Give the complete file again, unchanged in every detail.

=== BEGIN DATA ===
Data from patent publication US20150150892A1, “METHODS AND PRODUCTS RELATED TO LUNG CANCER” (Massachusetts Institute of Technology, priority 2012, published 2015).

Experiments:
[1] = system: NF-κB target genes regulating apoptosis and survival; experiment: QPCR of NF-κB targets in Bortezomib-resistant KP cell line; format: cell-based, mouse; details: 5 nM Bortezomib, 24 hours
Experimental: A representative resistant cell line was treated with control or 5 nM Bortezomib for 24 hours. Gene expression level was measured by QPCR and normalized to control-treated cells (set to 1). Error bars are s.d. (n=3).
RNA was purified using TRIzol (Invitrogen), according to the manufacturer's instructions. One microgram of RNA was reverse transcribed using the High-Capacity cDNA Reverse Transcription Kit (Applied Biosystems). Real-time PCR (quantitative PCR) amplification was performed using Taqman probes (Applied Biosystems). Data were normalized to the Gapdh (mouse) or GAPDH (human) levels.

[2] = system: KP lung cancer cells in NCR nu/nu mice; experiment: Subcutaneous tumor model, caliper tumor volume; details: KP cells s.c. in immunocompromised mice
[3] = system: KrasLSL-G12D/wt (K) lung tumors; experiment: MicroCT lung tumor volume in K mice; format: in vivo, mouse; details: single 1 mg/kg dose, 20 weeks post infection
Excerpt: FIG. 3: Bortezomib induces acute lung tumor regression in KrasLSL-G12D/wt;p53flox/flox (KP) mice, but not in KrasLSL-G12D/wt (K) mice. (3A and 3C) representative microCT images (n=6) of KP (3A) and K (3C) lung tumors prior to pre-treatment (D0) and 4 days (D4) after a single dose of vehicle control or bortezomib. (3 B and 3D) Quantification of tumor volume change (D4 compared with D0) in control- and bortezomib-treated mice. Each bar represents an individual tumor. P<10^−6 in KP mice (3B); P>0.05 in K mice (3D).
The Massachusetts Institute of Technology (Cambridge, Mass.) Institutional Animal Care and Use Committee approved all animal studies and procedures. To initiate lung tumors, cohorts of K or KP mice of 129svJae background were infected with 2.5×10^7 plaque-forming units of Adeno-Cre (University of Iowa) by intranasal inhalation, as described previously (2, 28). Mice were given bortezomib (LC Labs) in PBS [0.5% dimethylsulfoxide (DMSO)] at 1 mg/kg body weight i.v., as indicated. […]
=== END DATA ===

Data from patent publication US20150150892A1, “METHODS AND PRODUCTS RELATED TO LUNG CANCER” (Massachusetts Institute of Technology, priority 2012, published 2015).

Experiments:
[1] = system: NF-κB target genes regulating apoptosis and survival; experiment: QPCR of NF-κB targets in Bortezomib-resistant KP cell line; format: cell-based, mouse; details: 5 nM Bortezomib, 24 hours
Experimental: A representative resistant cell line was treated with control or 5 nM Bortezomib for 24 hours. Gene expression level was measured by QPCR and normalized to control-treated cells (set to 1). Error bars are s.d. (n=3).
RNA was purified using TRIzol (Invitrogen), according to the manufacturer's instructions. One microgram of RNA was reverse transcribed using the High-Capacity cDNA Reverse Transcription Kit (Applied Biosystems). Real-time PCR (quantitative PCR) amplification was performed using Taqman probes (Applied Biosystems). Data were normalized to the Gapdh (mouse) or GAPDH (human) levels.

[2] = system: KP lung cancer cells in NCR nu/nu mice; experiment: Subcutaneous tumor model, caliper tumor volume; details: KP cells s.c. in immunocompromised mice
[3] = system: KrasLSL-G12D/wt (K) lung tumors; experiment: MicroCT lung tumor volume in K mice; format: in vivo, mouse; details: single 1 mg/kg dose, 20 weeks post infection
Excerpt: FIG. 3: Bortezomib induces acute lung tumor regression in KrasLSL-G12D/wt;p53flox/flox (KP) mice, but not in KrasLSL-G12D/wt (K) mice. (3A and 3C) representative microCT images (n=6) of KP (3A) and K (3C) lung tumors prior to pre-treatment (D0) and 4 days (D4) after a single dose of vehicle control or bortezomib. (3 B and 3D) Quantification of tumor volume change (D4 compared with D0) in control- and bortezomib-treated mice. Each bar represents an individual tumor. P<10^−6 in KP mice (3B); P>0.05 in K mice (3D).
The Massachusetts Institute of Technology (Cambridge, Mass.) Institutional Animal Care and Use Committee approved all animal studies and procedures. To initiate lung tumors, cohorts of K or KP mice of 129svJae background were infected with 2.5×10^7 plaque-forming units of Adeno-Cre (University of Iowa) by intranasal inhalation, as described previously (2, 28). Mice were given bortezomib (LC Labs) in PBS [0.5% dimethylsulfoxide (DMSO)] at 1 mg/kg body weight i.v., as indicated. […]